In classic World Bank understatement, these losses did not occur in a predictable pattern, the report says. “Instead, it was not uncommon for the damages from a single climate-related disaster to cost a substantial portion of a country’s GDP, or even multiples of GDP in extreme cases.”
All the spending on recovery from overlapping disasters means governments (large and small) are diverting funds from investment – worsening the overall slowdown. With a slower global economy, the report warns that countries could be less inclined to invest in switching to renewables, electrifying their economies, and building in greater resilience – all the things they’ve committed to under the Paris Agreement.
So what’s to be done?
As the World Bank’s outgoing President David Malpass says in the foreword to the report, “An extraordinary series of setbacks has brought the world to another crossroads. It will take an exceptional mix of focused policies and effective international cooperation to revive growth.”
The Bank calls for a “Herculean effort” especially on climate-related investment needs which it says could account for an average of 2.3% of GDP per year for developing countries. Investing that much in the green transition every year over the next decade could lift the global economy by 0.1% and developing countries’ growth potential by 0.3% a year. As Shanta Devarajan said, the overall case for the green transition is clear. Pushing for it isn’t just a policy to reduce climate change, but it’s to enhance growth in the long run.
In a perfect world, countries would be prioritizing their investments in key areas like transport and energy, more climate-resilient food production, better water systems and regenerated landscapes. These investments in turn would boost long-term growth, while making countries more resilient to future natural disasters. But the reality is that governments are juggling an array of politically tricky spending decisions, often with the wrong sorts of incentives being dangled by the private sector.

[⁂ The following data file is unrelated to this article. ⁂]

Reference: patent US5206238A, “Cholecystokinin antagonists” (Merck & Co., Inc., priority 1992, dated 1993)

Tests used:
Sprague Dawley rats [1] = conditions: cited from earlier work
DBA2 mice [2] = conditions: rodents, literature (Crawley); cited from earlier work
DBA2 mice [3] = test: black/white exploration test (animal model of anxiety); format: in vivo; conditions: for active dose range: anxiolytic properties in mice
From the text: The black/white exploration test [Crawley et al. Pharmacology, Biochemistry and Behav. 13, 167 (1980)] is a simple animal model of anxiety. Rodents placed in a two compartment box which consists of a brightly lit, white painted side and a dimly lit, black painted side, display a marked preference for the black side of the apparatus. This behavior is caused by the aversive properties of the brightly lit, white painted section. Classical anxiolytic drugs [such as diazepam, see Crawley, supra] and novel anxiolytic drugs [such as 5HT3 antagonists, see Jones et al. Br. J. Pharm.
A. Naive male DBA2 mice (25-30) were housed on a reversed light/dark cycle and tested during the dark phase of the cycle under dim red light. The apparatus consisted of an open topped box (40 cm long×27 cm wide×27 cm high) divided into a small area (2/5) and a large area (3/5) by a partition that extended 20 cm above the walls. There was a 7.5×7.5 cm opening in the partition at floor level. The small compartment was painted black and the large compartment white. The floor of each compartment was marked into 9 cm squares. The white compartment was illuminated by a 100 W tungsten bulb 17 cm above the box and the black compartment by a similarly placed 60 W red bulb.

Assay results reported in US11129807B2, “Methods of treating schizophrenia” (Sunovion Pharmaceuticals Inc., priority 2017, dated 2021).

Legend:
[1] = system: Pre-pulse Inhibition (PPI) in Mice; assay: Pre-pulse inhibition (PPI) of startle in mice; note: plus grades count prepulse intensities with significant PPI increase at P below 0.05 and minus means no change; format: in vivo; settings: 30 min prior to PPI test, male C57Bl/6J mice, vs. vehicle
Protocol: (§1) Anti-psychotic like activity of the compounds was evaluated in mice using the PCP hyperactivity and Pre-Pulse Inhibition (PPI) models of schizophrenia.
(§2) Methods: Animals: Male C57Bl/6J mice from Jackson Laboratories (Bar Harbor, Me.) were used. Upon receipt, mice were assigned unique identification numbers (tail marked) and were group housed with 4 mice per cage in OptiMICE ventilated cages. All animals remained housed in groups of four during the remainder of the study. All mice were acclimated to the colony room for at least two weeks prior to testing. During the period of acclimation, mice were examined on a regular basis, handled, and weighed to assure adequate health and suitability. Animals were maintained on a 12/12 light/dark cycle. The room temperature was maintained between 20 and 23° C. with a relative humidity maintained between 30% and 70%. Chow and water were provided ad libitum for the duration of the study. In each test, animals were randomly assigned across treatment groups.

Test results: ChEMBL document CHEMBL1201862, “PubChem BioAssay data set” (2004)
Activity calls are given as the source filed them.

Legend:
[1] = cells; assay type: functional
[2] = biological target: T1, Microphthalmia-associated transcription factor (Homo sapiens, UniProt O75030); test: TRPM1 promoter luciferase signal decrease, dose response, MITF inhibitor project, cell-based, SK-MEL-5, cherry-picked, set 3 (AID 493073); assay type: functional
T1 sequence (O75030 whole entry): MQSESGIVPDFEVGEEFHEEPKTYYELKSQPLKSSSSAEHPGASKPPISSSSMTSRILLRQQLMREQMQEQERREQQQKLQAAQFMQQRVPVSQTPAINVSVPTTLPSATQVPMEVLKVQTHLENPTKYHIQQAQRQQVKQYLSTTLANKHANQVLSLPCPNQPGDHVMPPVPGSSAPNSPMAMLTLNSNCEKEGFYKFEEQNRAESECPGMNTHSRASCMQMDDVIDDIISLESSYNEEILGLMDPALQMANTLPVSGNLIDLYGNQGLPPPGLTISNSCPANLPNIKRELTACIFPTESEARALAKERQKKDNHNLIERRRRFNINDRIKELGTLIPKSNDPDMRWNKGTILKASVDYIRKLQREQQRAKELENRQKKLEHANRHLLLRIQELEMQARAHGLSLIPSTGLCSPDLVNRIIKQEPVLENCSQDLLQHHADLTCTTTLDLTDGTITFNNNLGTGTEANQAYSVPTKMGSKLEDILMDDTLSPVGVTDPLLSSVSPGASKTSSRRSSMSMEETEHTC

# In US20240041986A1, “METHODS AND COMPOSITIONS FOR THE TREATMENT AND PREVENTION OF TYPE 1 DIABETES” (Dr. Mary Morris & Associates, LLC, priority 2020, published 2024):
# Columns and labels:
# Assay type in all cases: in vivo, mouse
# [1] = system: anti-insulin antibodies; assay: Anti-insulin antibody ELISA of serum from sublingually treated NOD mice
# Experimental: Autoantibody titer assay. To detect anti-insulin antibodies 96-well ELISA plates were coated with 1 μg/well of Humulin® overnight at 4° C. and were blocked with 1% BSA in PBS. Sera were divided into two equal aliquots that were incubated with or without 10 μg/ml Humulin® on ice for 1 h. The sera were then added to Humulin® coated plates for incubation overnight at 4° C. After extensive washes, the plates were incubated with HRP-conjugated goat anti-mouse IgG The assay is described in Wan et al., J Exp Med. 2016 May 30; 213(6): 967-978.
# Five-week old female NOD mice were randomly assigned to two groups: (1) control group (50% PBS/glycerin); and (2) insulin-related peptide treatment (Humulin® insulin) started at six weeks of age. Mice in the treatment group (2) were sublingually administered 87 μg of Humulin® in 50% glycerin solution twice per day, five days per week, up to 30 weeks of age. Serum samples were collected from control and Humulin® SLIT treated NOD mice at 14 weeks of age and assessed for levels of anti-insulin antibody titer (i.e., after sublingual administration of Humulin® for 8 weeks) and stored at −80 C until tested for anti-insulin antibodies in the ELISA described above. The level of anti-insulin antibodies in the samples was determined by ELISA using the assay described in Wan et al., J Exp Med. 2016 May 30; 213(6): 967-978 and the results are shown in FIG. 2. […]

Vanuatu goes to court
Vanuatu, which is yet again dealing with multiple disasters at once, isn’t waiting anymore. Three weeks after twin cyclones hit the country, its UN Mission in New York secured a historic motion to ask the International Court of Justice to define what legal responsibility countries have to fight climate change. The motion was backed by more than 100 other countries.
If multilateral climate commitments and green investment trends don’t get the job done, maybe it will be international law and the courts that finally deliver the killer blow.
“Vanuatu sees today’s historic resolution as the beginning of a new era in multilateral climate cooperation, one that is more fully focused on upholding the rule of international law and an era that places human rights and intergenerational equity at the forefront of climate decision-making,” said Ishmael Kalsakau, Prime Minister of Vanuatu, in a video statement to the UN.
Featured photo: UNDP